Why the Kid’s enduring popularity?
More than 1,000 books and essays have been published about Billy the Kid. He competes with Genl. George Custer and Jesse James as the most-written-about character of the Old West.
Why the Kid’s enduring popularity? What has so fascinated readers and viewers with this desperado of the Southwest to keep him endlessly alive in biographies and histories, novels, and movies? Why should a wealthy businessman pay more than $2 million for the only authenticated, 2-by-2 inch photograph of Henry McCarty, Billy Bonney, or, as better known, Billy the Kid?
Several reasons repeatedly surface as explanations of the Kid’s continuing popularity. Billy’s youthfulness, his never-ending adventures still stir readers and viewers. His portrayal as an energetic outlaw in the best-selling biographies by Englishman Frederick Nolan and Robert Utley, the fiction of Ron Hansen, and the Pat Garrett and Billy the Kid and Young Guns movies keeps audiences enthralled.
Those who tout Billy also hold him up as a champion of the underdog. Much of New Mexico in the 1870s was in the hands of the political-economic overlords known as the Santa Fe Ring. Lawyer, politician, and businessman Thomas Catron, via off-and-on underhanded agreements with regional entrepreneurs and legal officials, controlled much of the territory’s politics. Working closely with The House (a group of men, led by L. G. Murphy and Jimmy Dolan, that opposed those who backed Billy the Kid and his supporters), Catron and the Ring determined much of New Mexico’s Lincoln County history in the late 1870s.
Billy’s advocates frequently portray him as the most important opponent of these Ring and House interests in Lincoln County after his arrival in southeastern New Mexico in the early fall of 1877. Such writers as the prolific Gale Cooper describe Billy as a modern-day Robin Hood, opposing the rich and powerful, supporting and leading the unfortunate and underlings. Governors, territorial legislatures, county politicians, business moguls, and even military leaders at nearby forts–Billy opposed all these, as he continued to be an agent of justice and equality.
Billy is also depicted as a close friend of women. Spending his formative years with his loving, supportive mother Catherine, without a father, and overlooked by his stepfather William Antrim, Billy naturally gravitated toward warm relationships with adult, mothering women. In Silver City, Clara Louisa Truesdell (the mother of Billy’s buddy Chauncey Truesdell), Sara Knight (the older sister of another Kid friend Anthony Conner, Jr.), and teacher Mary P. Richards looked after Billy, especially after his mother died from tuberculosis in 1874. Later in Fort Sumner, Billy was close with Luz Maxwell, matriarch of the influential Maxwell family. The Kid’s attractions to younger women such as Luz’s daughter Paulita, Celsa Gutiérrez (a married woman), and Abrana Garcia (a common-law wife?) revealed his romantic interests. Conversely, Billy was unable to win over the strong support of Sue McSween, the most important woman in the town of Lincoln.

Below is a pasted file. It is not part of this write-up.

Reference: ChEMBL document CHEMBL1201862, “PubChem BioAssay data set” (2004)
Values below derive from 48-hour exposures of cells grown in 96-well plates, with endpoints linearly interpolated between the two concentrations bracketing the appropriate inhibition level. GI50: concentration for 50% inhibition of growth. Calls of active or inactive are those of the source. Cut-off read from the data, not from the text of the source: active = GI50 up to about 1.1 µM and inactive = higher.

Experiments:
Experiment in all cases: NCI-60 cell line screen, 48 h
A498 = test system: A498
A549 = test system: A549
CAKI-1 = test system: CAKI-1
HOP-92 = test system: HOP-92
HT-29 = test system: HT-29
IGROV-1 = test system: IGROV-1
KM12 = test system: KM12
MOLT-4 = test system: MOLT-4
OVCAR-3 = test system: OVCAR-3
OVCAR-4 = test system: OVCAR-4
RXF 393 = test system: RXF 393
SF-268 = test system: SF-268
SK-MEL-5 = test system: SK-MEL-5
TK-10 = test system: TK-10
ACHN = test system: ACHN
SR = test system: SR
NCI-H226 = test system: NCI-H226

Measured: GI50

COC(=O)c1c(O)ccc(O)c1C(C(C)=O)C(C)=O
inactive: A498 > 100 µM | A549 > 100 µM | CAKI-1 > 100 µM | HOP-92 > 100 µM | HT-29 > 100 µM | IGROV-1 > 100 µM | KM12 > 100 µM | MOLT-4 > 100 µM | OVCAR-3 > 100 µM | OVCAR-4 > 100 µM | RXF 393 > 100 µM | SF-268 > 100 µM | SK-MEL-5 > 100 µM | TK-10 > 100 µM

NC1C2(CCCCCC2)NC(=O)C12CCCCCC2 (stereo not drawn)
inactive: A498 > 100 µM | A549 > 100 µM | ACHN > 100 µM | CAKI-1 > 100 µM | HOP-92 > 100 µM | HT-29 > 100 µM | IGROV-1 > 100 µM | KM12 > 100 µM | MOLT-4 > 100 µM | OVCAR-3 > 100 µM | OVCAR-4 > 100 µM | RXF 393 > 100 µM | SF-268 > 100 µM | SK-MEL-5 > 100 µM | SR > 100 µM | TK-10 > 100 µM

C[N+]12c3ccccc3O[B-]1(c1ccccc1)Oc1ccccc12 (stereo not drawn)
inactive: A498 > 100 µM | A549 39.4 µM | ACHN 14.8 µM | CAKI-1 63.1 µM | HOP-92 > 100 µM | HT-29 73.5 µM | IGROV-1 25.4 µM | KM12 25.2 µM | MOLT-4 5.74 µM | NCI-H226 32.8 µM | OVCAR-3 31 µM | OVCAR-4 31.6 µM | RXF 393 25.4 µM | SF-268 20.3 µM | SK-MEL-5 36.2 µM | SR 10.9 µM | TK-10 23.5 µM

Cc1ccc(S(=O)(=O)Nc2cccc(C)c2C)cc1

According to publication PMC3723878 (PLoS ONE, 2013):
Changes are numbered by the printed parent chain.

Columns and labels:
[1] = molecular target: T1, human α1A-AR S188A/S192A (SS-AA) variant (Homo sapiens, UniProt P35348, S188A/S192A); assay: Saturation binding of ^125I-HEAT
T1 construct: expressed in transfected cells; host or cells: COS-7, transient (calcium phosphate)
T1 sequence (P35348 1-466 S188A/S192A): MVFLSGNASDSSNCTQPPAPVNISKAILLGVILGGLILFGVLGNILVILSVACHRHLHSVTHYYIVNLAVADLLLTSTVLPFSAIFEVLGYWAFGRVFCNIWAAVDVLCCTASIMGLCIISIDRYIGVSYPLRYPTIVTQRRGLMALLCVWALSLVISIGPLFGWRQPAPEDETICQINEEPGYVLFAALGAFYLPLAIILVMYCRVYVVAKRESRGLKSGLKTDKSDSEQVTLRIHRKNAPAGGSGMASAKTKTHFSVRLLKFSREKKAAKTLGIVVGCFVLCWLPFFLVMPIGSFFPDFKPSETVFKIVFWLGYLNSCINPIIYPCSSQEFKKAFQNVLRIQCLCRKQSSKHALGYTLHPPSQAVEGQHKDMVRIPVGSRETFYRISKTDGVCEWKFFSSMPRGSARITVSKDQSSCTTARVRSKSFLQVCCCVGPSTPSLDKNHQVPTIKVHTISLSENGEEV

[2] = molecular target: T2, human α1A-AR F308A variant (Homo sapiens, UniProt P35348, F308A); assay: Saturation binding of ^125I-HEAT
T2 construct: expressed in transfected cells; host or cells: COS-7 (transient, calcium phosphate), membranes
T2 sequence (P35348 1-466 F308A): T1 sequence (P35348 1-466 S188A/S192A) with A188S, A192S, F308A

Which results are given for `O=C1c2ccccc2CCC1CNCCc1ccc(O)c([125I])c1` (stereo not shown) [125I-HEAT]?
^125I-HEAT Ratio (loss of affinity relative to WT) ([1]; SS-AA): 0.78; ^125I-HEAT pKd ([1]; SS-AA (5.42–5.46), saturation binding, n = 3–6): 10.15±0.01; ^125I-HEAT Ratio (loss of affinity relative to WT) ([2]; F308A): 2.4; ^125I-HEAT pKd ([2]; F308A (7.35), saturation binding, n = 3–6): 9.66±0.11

Several Hispanics forged friendships with and became supporters of the Kid. In Silver City, where school-age Hispanics outnumbered Anglos nearly 7 to 1, Billy learned fluent Spanish. That fluency helped him to connect with Hispanics in the communities of Silver City, Lincoln, and Fort Sumner. Several Hispanics rode with Billy in their opposition to The House interests. These included Yginio Salazar, Martin Chávez, and José Chávez y Chávez. Although not as close to the Kid as others, Juan Patrón, the Spanish-speaking leader in Lincoln County, sided with McSween, rancher John Tunstall, and the Kid coteries against Murphy and Dolan. Once Billy broke out of the Lincoln jail in spring 1881, Hispanic herders and townspeople hid him away, protecting him from Pat Garrett and other pursuers.